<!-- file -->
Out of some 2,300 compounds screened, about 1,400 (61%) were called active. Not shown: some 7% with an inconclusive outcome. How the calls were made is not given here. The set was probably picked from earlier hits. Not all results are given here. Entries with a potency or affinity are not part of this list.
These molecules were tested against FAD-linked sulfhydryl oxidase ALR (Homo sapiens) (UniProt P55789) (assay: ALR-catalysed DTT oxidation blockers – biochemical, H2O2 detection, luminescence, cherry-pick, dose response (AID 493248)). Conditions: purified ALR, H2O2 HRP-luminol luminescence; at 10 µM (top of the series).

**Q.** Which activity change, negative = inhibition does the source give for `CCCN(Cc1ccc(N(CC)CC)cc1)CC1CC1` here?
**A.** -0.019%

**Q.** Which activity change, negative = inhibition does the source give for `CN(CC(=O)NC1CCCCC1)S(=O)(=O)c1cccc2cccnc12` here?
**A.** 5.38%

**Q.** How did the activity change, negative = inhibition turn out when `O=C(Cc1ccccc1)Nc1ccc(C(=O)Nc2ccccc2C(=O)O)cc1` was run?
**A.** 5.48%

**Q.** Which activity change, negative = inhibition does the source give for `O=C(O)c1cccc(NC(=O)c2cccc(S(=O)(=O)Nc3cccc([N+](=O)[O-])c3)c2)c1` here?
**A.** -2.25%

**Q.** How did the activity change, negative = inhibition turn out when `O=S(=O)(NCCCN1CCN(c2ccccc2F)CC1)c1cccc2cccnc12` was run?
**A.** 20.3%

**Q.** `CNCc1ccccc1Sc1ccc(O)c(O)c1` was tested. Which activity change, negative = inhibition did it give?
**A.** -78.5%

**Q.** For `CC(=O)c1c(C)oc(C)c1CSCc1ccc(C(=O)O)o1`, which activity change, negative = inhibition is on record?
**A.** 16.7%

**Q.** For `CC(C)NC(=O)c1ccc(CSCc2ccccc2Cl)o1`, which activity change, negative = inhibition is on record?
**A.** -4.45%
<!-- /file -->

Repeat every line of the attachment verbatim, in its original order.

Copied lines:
Out of some 2,300 compounds screened, about 1,400 (61%) were called active. Not shown: some 7% with an inconclusive outcome. How the calls were made is not given here. The set was probably picked from earlier hits. Not all results are given here. Entries with a potency or affinity are not part of this list.
These molecules were tested against FAD-linked sulfhydryl oxidase ALR (Homo sapiens) (UniProt P55789) (assay: ALR-catalysed DTT oxidation blockers – biochemical, H2O2 detection, luminescence, cherry-pick, dose response (AID 493248)). Conditions: purified ALR, H2O2 HRP-luminol luminescence; at 10 µM (top of the series).

**Q.** Which activity change, negative = inhibition does the source give for `CCCN(Cc1ccc(N(CC)CC)cc1)CC1CC1` here?
**A.** -0.019%

**Q.** Which activity change, negative = inhibition does the source give for `CN(CC(=O)NC1CCCCC1)S(=O)(=O)c1cccc2cccnc12` here?
**A.** 5.38%

**Q.** How did the activity change, negative = inhibition turn out when `O=C(Cc1ccccc1)Nc1ccc(C(=O)Nc2ccccc2C(=O)O)cc1` was run?
**A.** 5.48%

**Q.** Which activity change, negative = inhibition does the source give for `O=C(O)c1cccc(NC(=O)c2cccc(S(=O)(=O)Nc3cccc([N+](=O)[O-])c3)c2)c1` here?
**A.** -2.25%

**Q.** How did the activity change, negative = inhibition turn out when `O=S(=O)(NCCCN1CCN(c2ccccc2F)CC1)c1cccc2cccnc12` was run?
**A.** 20.3%

**Q.** `CNCc1ccccc1Sc1ccc(O)c(O)c1` was tested. Which activity change, negative = inhibition did it give?
**A.** -78.5%

**Q.** For `CC(=O)c1c(C)oc(C)c1CSCc1ccc(C(=O)O)o1`, which activity change, negative = inhibition is on record?
**A.** 16.7%

**Q.** For `CC(C)NC(=O)c1ccc(CSCc2ccccc2Cl)o1`, which activity change, negative = inhibition is on record?
**A.** -4.45%